Grain cargo is up 55% at Ports of Indiana-Burns Harbor alone, according to the Ports of Indiana November report.
Cargo shipments on the Great Lakes-St. Lawrence Seaway system are down nearly 6% when compared to a year ago.
The Ports of Indiana is upgrading how visitors are greeted at each of its sites.
From government to private businesses, stakeholders take steps to ensure steelmaking has solid future in Indiana, including high-tech jobs and profits.
Progress is being made on nearly $20 million in upgrades to improve efficiencies at the Ports of Indiana – Burns Harbor.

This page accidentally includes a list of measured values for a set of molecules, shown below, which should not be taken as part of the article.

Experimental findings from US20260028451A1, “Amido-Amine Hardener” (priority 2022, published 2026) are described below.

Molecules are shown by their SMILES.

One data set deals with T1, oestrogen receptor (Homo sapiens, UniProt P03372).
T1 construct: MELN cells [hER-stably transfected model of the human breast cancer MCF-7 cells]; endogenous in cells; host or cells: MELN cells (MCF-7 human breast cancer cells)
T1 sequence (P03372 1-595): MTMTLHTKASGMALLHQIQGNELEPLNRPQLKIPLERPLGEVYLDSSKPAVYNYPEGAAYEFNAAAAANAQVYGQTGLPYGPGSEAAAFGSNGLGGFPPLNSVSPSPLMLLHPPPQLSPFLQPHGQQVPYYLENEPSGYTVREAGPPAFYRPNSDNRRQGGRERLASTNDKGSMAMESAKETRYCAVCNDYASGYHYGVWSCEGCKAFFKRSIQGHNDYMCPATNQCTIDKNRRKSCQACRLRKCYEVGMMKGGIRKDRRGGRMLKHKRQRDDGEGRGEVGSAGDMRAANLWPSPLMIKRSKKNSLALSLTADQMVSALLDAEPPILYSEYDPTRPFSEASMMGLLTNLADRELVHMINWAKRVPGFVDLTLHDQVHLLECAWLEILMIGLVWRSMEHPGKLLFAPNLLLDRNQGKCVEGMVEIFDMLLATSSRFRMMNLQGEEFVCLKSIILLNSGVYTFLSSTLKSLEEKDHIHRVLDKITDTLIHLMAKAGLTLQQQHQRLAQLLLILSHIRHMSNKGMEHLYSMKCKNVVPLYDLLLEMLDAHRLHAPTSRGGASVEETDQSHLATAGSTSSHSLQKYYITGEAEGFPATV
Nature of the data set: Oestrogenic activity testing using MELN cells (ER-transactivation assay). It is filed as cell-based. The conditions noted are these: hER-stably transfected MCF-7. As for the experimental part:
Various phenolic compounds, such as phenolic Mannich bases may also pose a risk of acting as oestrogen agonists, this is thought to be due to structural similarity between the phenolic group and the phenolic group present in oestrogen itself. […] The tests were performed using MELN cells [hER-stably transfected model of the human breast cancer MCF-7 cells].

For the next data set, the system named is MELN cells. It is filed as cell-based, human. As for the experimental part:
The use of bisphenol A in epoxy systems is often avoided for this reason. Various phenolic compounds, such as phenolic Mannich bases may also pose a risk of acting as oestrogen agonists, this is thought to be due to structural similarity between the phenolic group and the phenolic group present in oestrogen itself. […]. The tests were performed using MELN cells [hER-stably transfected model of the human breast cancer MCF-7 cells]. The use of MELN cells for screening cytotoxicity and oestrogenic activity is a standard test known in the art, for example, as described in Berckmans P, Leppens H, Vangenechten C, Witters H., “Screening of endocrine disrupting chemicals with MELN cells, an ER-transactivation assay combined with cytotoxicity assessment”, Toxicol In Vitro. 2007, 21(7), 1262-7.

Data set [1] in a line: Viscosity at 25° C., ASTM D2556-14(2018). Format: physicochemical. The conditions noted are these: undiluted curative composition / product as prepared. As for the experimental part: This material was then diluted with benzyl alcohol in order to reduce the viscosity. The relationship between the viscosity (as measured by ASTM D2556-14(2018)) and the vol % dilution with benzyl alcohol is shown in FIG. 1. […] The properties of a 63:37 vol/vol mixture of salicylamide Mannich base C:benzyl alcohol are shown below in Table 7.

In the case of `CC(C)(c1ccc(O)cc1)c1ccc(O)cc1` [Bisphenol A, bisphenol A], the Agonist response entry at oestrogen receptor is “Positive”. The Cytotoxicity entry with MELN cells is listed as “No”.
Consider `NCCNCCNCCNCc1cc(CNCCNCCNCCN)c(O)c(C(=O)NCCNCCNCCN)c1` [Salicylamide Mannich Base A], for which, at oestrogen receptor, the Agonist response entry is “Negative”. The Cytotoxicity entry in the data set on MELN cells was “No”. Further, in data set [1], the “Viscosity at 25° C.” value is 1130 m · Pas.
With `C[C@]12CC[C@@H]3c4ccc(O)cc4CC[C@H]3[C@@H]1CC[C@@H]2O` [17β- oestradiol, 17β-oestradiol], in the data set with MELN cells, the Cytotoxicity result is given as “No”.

Total transits on the Great Lakes-St. Lawrence Seaway year-to-date through July 31 are running ahead when compared to the same time frame last year.
Port officials hope a demonstration of all-electric trucks would encourage port tenants to consider trying one out.
Sound services and infrastructure planning give Indiana-made goods outlet to global markets with plethora of airports, ports and highways.
The Great Lakes Seaway Partnership reported grain shipments through the seaway in May were very strong.
Growth in international cargo coming into the Ports of Indiana-Burns Harbor has landed the organization industry honors.